The sickening realisation that email was bad for me

10

Little Beginnings

I think the first thing I saw that inspired me to start thinking differently about #email was this cartoon from the most marvellous The Oatmeal. And this one does a pretty good follow up of the subject as well.

These brilliant comic strips got me thinking how much time and energy I’d put in (and not just at work) to managing my inbox. Not too long back (2012-2014) I had a pretty senior position in the public sector (well, by my standards anyway – responsible for a workforce around 180 people running social care services). It was the kind of role where I received a LOT of instructions via email from people more senior than me. And as a fall out from this I found myself sending more and more emails as a way of delegating work.

Gut Reaction

I knew it was wrong. I could feel it in my bones and in my gut. But I carried on doing it. I could spend a whole day just managing my inbox – replying, drafting, deleting, filing, flagging, creating follow up deadlines, forwarding, re-composing, collating, grouping… PROCESSING! It drove me mad.

I also knew it was driving my team mad. I was responsible for managing 5 managers who in turn managed service areas. They were so pissed off with me. They were an exceptionally good team who I had a lot of respect for. They made occasional guarded and polite comments about the amount of email I was sending them. But they were never overtly critical. To be fair, I think they just ignored a lot of it. They had better things to do.

And this bugged me – it really bugged me. Because I agreed with them – I agreed that they DID have better things to do. And that raised the question with me – why didn’t I have anything better to do? What was I doing? I mean sure I was doing some important pieces of work and some of that was via email (or at least the communications around the work were); but the email itself? What was that all about? The email was not the work – or at least it shouldn’t have been. One of the people I managed said this to me one day and it really stuck with me:

E-mail was supposed to help us DO the work… help us get through administrative tasks faster so that we could get on with the important work more quickly. It was supposed to give us more time. But it didn’t. It’s taken all our time. Now email IS the work.

Pondering Change

I mused on this for a few months. I was resolved to start working differently… just as soon as I could clear my inbox.

I started obsessing about how many emails I was receiving. I considered it a bad day if it exceeded 100 received (including automatic notification emails such as calendar invite acceptances and Out Of Office notifications). I think the top number I counted was 120 one day. On average I’d receive between 30 and 60 a day, generally building up to a toxic level at 4pm on a Friday and continuing throughout Mondays. I was also sending about 50% of the number I was receiving. I had no PA support and I’m a bit of a hoarder, so I was doing a lot of thinking about where each email should go – did I need to keep hold of it? yes, generally! So I had a marvellously complex filing system for all this traffic (not trusting the search functions of my email client!). The whole thing was an industry – one long never ending manufacturing conveyor belt.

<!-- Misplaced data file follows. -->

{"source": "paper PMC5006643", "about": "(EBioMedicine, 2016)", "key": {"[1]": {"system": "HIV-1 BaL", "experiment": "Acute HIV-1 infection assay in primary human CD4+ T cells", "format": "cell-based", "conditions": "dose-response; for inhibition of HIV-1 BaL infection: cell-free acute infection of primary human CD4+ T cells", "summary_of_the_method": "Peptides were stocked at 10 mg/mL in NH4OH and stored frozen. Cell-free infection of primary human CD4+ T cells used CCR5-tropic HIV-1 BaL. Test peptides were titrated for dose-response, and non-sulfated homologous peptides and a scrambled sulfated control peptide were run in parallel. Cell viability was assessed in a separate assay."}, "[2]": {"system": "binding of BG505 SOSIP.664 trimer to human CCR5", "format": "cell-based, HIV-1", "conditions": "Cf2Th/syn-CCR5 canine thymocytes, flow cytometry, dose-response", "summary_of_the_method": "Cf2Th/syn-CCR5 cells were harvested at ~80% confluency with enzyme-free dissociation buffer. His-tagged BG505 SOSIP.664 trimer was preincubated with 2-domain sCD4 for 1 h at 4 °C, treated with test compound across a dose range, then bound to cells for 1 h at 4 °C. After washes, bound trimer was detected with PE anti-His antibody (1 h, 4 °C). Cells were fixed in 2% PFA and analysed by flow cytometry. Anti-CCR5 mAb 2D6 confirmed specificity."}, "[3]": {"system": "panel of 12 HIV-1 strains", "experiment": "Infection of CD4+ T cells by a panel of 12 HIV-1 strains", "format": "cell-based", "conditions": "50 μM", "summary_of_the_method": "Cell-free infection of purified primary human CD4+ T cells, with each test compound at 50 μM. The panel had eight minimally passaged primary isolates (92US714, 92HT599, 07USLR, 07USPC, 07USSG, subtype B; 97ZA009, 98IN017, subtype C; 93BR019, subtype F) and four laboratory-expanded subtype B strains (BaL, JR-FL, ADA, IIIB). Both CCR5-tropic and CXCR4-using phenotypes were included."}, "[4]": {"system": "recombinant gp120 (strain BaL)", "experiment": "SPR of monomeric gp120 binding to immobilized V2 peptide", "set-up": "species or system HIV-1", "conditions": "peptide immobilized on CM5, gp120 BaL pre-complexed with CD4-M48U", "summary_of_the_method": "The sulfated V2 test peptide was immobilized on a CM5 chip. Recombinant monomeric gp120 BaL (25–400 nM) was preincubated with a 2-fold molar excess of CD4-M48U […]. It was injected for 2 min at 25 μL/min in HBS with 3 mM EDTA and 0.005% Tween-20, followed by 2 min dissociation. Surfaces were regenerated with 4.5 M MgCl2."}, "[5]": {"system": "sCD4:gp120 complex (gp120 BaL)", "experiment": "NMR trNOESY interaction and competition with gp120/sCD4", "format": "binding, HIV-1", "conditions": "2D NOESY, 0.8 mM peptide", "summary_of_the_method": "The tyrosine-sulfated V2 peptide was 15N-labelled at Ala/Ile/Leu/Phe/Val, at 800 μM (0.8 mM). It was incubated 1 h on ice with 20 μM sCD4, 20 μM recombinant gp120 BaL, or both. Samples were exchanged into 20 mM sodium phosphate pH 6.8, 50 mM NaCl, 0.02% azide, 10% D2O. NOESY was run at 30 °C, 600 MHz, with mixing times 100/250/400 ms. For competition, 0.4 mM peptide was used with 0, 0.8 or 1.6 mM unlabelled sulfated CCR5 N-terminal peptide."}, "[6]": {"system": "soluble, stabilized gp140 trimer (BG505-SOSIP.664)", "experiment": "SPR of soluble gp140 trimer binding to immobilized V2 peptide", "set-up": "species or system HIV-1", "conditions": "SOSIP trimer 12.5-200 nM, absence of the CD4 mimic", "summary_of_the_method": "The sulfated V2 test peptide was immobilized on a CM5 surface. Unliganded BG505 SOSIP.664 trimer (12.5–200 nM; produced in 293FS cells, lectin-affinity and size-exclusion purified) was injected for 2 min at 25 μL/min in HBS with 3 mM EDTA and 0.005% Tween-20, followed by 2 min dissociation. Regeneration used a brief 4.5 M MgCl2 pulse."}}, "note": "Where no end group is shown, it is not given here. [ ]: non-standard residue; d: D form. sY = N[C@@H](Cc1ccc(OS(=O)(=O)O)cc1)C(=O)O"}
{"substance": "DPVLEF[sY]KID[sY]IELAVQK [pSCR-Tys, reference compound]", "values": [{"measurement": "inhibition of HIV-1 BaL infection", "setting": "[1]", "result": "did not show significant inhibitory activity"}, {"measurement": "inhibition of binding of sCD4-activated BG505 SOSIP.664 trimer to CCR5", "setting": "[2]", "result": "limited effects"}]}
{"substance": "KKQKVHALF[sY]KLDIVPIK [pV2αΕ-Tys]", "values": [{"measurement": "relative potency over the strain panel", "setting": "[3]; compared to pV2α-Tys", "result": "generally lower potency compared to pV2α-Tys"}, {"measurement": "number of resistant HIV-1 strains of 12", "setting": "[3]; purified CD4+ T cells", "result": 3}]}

Möbius_strip

I was also pretty convinced, that even though I’d acknowledged that email was perhaps a bad thing, that it was also important. This may seem contradictory, but what I mean here is that although I had realised e-mail was ‘bad’ (i.e. something was inherently wrong with it as a communication system if I seemed to be spending more than 50% of my time processing it), I had also decided there was no alternative!..

…I’d spent some time one day reviewing my inbox to see if there was stuff in there that was useless or pointless… and I’d come to the devastating conclusion that it was all pretty much essential. There was nothing to be done. These things needed my response. They needed my interpretation. The amount of emails I had received and the people I had received them from were all worthwhile and important.

I was just going to have to deal with it. After all, there were numerous people I knew who received more emails than me (300 a day one said… another said more than that… and there seemed to be people all around who wore their over-capacity Inbox like a badge of honour!). I was just going to have to be much better organised at managing my inbox.

A Glimmer of Hope

It was several months later after a job change and having gone into reclusive denial (all but giving up on the idea that something might be able to be done) that I ran into Luis Suarez on Twitter. Interesting! Who was this guy? I’d noticed a colleague of mine was a connection somehow and made the link, taking a punt on introducing myself. We quickly got into a conversation about email and he pointed me toward this video (now a little old but still great!):

The next thing I knew… well… that’s another post.

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4 thoughts on “The sickening realisation that email was bad for me

  1. I love those oatmeal comics. So good for getting the point across quickly.

    My pet hate is those unsubscribe ones that make you log-in. I joined a free service called unroll.me to help with this – it bundles stuff like marketing into one email that you can delete! and also does one click unsubscribe.

    At work, I recently started using something called Active Inbox – which is essentially a plug in service for Gmail. It turns your inbox into actions. It’s a GTD style tool. I’ve found it very helpful.

    The video of Luis Suarez is really interesting. Food for thought!

    Liked by 1 person

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